Monthly Archives: November 2017

Is a power attorney of attorney enough?

Is A Power Of Attorney Enough?

A Power of Attorney is a legal document giving someone, known as the “agent”, the authority to handle financial and legal matters for the person who creates the Power of Attorney, called the “principal”.  A Power of Attorney can be limited: an elderly mother gives her son Limited Power of Attorney to handle the sale of her house.  A Power of Attorney can be general, giving the agent broad authority to handle all financial and legal matters.

A Power of Attorney is an important part of an estate plan, but unfortunately, families are being frustrated trying to use them.  Banks and financial institutions will often refuse to honor a Power of Attorney.  They may reject it because it’s too old. There’s no way of knowing how old is too old. A financial institution recently rejected a Power of Attorney that was thirteen months old. Very commonly, they insist that their customer sign a new Power of Attorney using the institution’s own Power of Attorney form.

Families usually don’t try to use a Power of Attorney until the principal is no longer able to manage, and at that point, may be incompetent to sign legal forms.  What happens if the bank says the Power of Attorney is too old, or they simply won’t accept one that isn’t on their own form, but the principal isn’t legally competent to sign a new one?

Sometimes it requires going above local managers to higher-ups, and sometimes it requires the intervention of an attorney.

It is wise these days to be proactive, and make sure that the bank or brokerage firm will honor the Power of Attorney while the principal still has capacity.  That can be daunting if the principal has accounts at multiple institutions.

If the principal is elderly, or if there are signs of dementia, another approach is to include a Trust in the estate plan, rather than relying on a Power of Attorney.  A valid Trust will be accepted no matter how old it is, and the financial institution isn’t going to have its own form for a Trust.

Are you wondering what is exactly right for you and your needs?  Attend one of our Free Workshops to educate yourself on how you can protect your stuff in 3 easy steps.  We invite you to register today and take the first step in knowing the right documents you need to protect you and your loved ones.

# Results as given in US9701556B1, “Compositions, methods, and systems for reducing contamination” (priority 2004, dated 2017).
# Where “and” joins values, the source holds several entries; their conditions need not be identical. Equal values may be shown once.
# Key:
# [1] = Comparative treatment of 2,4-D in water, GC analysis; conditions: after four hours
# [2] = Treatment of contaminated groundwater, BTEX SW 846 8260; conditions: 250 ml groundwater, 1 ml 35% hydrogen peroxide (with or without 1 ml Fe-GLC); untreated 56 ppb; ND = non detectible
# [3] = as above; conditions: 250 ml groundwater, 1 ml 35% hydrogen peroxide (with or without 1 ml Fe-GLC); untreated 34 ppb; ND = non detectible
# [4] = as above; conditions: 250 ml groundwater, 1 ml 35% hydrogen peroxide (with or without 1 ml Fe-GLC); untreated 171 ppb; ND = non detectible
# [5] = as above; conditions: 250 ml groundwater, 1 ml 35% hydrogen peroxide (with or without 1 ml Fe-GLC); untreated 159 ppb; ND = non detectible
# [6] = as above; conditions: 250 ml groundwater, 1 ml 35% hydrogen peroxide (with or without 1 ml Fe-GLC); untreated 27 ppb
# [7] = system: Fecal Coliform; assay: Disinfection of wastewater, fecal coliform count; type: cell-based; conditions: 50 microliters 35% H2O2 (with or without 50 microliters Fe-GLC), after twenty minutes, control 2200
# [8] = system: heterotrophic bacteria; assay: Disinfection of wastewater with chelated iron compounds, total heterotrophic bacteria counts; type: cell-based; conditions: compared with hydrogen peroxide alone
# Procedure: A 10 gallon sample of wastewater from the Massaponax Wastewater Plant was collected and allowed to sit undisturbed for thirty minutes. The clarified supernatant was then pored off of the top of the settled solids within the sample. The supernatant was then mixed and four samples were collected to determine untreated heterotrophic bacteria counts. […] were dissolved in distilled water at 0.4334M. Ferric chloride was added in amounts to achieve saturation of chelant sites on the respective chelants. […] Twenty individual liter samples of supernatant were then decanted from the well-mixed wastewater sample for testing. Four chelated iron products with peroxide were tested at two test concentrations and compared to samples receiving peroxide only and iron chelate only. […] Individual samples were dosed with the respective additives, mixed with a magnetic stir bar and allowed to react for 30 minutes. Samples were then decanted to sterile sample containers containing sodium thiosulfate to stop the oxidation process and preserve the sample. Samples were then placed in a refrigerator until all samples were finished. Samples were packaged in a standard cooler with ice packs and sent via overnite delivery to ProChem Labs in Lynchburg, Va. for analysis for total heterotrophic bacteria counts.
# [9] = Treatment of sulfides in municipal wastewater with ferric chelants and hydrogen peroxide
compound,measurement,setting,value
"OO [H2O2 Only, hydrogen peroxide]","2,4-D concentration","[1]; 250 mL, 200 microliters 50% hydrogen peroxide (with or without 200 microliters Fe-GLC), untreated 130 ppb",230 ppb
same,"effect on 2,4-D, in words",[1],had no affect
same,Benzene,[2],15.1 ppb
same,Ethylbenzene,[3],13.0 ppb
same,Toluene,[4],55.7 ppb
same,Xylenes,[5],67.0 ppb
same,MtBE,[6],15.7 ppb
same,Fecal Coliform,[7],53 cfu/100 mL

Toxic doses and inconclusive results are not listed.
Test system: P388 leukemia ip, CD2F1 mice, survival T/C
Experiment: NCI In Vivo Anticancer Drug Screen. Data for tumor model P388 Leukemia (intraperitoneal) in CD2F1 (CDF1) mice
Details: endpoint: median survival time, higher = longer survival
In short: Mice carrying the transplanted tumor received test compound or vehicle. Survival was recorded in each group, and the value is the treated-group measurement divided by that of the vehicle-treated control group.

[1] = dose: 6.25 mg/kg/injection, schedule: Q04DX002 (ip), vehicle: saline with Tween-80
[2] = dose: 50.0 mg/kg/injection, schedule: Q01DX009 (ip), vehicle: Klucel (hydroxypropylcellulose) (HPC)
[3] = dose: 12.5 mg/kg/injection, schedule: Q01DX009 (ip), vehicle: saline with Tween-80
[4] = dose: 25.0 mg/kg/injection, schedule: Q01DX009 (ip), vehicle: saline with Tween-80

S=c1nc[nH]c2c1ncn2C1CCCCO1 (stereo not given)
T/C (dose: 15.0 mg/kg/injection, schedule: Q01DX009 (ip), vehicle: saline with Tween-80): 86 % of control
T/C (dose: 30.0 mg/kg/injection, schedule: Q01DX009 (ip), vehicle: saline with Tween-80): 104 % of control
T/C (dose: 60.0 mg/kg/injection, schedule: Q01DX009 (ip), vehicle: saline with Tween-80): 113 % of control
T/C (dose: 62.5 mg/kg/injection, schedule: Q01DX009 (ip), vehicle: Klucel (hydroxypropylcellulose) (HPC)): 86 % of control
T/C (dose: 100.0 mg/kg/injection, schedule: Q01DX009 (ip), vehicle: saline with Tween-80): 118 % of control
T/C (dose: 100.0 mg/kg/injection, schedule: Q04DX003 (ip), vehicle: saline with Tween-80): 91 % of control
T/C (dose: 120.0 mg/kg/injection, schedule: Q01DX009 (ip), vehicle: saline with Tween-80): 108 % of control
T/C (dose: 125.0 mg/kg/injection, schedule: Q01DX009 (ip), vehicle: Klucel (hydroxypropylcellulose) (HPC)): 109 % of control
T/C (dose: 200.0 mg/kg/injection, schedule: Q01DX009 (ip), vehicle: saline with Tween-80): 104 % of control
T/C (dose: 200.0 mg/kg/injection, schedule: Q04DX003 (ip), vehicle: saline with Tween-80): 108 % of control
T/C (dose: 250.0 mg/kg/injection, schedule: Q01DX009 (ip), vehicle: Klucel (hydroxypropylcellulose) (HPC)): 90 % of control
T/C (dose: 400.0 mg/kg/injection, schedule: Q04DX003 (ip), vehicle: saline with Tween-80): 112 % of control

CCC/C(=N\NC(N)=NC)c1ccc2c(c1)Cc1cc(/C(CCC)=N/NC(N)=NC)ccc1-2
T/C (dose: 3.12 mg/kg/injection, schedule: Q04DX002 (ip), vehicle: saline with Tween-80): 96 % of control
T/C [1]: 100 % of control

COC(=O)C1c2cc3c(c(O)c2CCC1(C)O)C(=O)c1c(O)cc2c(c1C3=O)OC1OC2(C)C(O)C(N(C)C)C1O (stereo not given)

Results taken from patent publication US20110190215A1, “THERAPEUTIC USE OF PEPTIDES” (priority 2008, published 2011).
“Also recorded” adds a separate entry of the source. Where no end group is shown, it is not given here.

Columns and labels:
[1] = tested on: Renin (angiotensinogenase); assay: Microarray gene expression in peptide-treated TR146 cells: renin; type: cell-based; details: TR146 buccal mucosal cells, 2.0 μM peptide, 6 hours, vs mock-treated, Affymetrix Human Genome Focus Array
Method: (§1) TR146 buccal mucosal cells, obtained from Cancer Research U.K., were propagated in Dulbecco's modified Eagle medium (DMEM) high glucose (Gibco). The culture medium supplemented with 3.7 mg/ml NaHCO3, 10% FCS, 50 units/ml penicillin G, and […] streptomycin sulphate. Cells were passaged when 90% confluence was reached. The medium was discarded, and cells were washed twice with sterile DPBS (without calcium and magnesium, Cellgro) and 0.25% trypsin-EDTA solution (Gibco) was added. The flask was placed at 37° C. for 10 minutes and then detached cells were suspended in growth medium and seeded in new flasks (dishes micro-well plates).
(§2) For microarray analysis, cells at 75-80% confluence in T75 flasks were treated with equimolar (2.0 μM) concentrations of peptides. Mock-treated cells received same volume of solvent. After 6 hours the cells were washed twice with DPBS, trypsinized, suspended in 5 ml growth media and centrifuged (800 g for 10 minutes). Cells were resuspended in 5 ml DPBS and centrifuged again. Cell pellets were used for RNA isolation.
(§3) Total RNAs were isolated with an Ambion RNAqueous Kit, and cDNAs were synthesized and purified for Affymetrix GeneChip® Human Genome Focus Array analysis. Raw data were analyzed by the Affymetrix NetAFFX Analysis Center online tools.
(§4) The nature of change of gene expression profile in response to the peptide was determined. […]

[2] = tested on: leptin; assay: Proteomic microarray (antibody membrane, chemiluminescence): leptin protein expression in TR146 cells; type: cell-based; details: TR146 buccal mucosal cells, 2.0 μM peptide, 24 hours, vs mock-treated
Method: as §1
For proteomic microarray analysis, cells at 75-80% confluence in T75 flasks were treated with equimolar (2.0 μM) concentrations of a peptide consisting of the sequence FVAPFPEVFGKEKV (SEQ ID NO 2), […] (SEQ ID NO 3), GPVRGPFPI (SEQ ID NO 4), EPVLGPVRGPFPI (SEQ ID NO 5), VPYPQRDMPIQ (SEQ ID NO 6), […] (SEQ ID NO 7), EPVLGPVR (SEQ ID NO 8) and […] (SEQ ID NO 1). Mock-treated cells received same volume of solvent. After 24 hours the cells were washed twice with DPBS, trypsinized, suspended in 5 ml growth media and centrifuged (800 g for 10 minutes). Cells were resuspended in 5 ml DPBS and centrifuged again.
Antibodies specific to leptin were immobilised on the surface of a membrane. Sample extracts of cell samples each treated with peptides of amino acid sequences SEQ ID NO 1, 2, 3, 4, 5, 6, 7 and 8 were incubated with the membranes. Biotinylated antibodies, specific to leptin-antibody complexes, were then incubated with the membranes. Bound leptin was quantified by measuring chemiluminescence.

The Sandwich Generation eldercare

The Sandwich Generation

The term “Sandwich Generation” was coined in the 1980s to describe the growing number of people in their 40s or 50s who are raising young or teenaged children, and at the same time serving as caregivers to their aging parents.  Members of the Sandwich Generation are the ones that children and parents rely on to handle all problems, from appointments with the pediatrician to appointments with the Alzheimer’s specialist, from finding a babysitter to finding a certified nursing assistant, from paying for summer camp to paying for adult day care.

Many of those in the Sandwich Generation work full time or part time jobs, are responsible for maintaining a household, and deal with their caregiving duties on top of everything else.  Their to-do lists can be overwhelming, and they do their best to manage it all.

There is one responsibility, though,  that many Sandwich Generation members overlook: putting a plan in place to provide for their children and parents if something happened and the one who handles it all isn’t there to handle it anymore.

Too many people have no estate plan at all, and most who do might have a plan that creates a trust for their young children, but says nothing about Mom or Dad.  If you are responsible for caring for an aging parent, what would happen to them if you died?  If you are providing for them financially, shouldn’t you have an estate plan that makes sure they are comfortable in their old age?  If your parent is living with you, shouldn’t you make sure they’d still have a place to live if you weren’t there anymore?

Some parents do have enough financial resources to provide for themselves, but many are living on Social Security and maybe a small pension, and rely on their children to help cover their expenses.  If a child dies without a plan to provide for the parent, what happens?

Sandwich Generation members need to make sure that all the things they are doing for their children and their parents could still be done even if they are no longer there.

If you’re looking for an expert in helping you plan and protect your children and your parents, then we invite you to contact our office and schedule an appointment today. We can help develop the right estate plan for you and your needs to make sure you are able to take care of all your loved ones.

Thank you and give back and be charitable

Thank you!

We are so very grateful that we have clients that have entrusted us to provide them with sound legal advice and guidance in the areas of trusts, estates, elder law, Medicaid, veteran’s benefits and/or business transactions.  

Our firm believes in giving back.  So we have made a donation, made possible by our clients, to North Fulton Community Charities.  This is a charity we love to support as they directly impact our local community. In 2016 North Fulton Community Charities helped over 10,000 individuals and provided over $1.1 million in emergency financial assistance. They assisted over 1,200 adults in obtaining workforce readiness and life skills, and kept over 1,900 families in their homes.  If you would also like to make a donation to this charity, please visit them by clicking the button below.

North Fulton Community Charities

 

We wish you and your family a very Happy Thanksgiving!